tfttf502 – 5000 Slides

Gruppenbild Hannover Februar 2011 Spielzeugladen-Workshop

Chris tells the story of an unusual vertical panorama group shot from the first workshop of this season. Also: the inverse hybrid process where you create wet prints of digital images, and what to look out for when scanning 5000 negatives.

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3 thoughts on “tfttf502 – 5000 Slides”

  1. I tried one of the $50 devices for converting slides into a jpeg files and was not particularly pleased with the results. Slides have a rather high dynamic range and unfortunately the pictures I was trying to digitize had a wide range of exposures as well, some too dark, others too light. The device attempted to correct exposure, but it was clear it could not handle the wide range of exposures. I suspect it had a simple aperture inside with a far too limited range.

    I went the DYI approach. I had an L-bracket made out of a black mask and taped it to a light box. Under this I also taped a black L-shaped piece of black paper mounted in the opposite orientation, leaving a small square in the center of the light box visible. The light box was propped at an angle. The mask is thick enough to make a very convenient shelf to hold a slide. Then using a tripod to mount a DSLR with macro lens in front of the light box, I could digitize a slide in about 30 seconds. This included wiping any dust away, blowing with a rocket blower, mounting the slide, taking a photo, and moving on to the next one.

    The DSLR approach has several advantages over the $50 converter. Image quality was much better. Exposure can be fully controlled. “Previews” are easy since you can see them through the light box. You can control resolution via changing the camera’s resolution. Slight bending of the slide can be handled by increasing the depth of field with a higher aperture. Finally if you need to buy a lens (the most costly part of this setup), after you’re done, you’ll have a new, fixed-focal length lens in your camera bag for portrait or flower photography.

    I digitized my slides in the dark to avoid any unwanted reflections from the environment. I used mirror lock-up and an IR remote to minimize camera shake. So far I’ve process several hundred photos in a few evenings. Digitizing 5000 slides is daunting, but not unreasonable.

  2. Long story short, if you are looking at all your photos and wondering how you are going to archive them, you need to understand how scanners work so you can make the best choice. You also need to know how to scan because the final quality will depend on your skill as a scanner operator. As Chris noted, an outside resource may be better for you. They will probably have a better scanner than you will but they will probably batch scan rather than individual image customization. That said, there is always the issue of when you need the image, will the scan be good enough quality for what you need it for.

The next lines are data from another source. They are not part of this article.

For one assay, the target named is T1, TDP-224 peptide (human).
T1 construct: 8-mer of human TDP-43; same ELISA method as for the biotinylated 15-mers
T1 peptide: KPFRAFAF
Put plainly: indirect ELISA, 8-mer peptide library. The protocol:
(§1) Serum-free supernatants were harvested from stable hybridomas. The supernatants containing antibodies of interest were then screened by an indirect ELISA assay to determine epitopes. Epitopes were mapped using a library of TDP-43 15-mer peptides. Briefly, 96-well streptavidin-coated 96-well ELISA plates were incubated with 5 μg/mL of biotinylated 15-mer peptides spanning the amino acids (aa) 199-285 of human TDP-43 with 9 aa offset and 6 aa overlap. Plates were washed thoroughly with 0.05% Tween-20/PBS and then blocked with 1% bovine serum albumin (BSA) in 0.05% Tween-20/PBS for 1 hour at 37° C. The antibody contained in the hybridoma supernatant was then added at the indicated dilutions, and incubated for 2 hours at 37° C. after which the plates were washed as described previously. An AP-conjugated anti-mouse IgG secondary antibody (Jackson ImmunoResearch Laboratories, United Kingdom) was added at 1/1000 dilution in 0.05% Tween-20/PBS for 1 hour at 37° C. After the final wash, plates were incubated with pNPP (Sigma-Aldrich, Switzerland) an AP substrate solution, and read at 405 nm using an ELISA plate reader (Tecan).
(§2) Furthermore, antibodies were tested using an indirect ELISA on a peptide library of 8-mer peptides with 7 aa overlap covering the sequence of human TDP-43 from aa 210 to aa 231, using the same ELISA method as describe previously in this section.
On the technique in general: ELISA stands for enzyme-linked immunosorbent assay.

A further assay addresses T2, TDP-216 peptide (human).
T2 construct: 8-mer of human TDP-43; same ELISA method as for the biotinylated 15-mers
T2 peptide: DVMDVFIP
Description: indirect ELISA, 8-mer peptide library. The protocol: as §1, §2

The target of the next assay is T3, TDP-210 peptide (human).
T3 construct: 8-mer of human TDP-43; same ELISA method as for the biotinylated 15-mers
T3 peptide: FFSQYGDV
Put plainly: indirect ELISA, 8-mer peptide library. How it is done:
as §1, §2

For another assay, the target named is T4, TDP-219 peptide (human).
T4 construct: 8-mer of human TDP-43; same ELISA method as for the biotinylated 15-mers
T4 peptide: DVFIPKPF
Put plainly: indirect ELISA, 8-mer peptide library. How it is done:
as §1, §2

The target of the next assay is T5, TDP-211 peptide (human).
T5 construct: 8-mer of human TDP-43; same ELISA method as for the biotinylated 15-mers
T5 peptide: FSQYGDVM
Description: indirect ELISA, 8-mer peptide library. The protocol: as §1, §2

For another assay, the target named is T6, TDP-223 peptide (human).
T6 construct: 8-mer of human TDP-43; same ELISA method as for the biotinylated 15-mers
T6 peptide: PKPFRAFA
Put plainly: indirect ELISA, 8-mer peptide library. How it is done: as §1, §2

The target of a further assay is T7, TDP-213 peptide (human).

It’s a huge give and take. I have many negs and have not done any scanning to archive them as yet because of the reasons above. Oh, yes, the quality of scanners is better than it used to be but how much better will they get. What happens when you say shoot, I should have had it scanned on X.

    The good news is, if you learn how to scan, it will help you understand tone control, color balance and more. You will be able to apply this knowledge across all your image processing workflow. I can recommend a great book: The book: “SilverFast®: The Official Guide”. This was an excellent book for beginners, their software, if you don’t have it, will make your el cheapo scanner like a new scanner! I had a $100 scanner that it helped in a big way! If you buy a new scanner, it probably comes with it.

  3. There is one other thing you need to consider as well; how are you going to find your photos? Yes, I’m talking about Digital Asset Management. As long as you are starting a library of your photos, you should learn how to add metadata and how to catalog and retreive them, and, how to migrate them forward as new technologies evolve.

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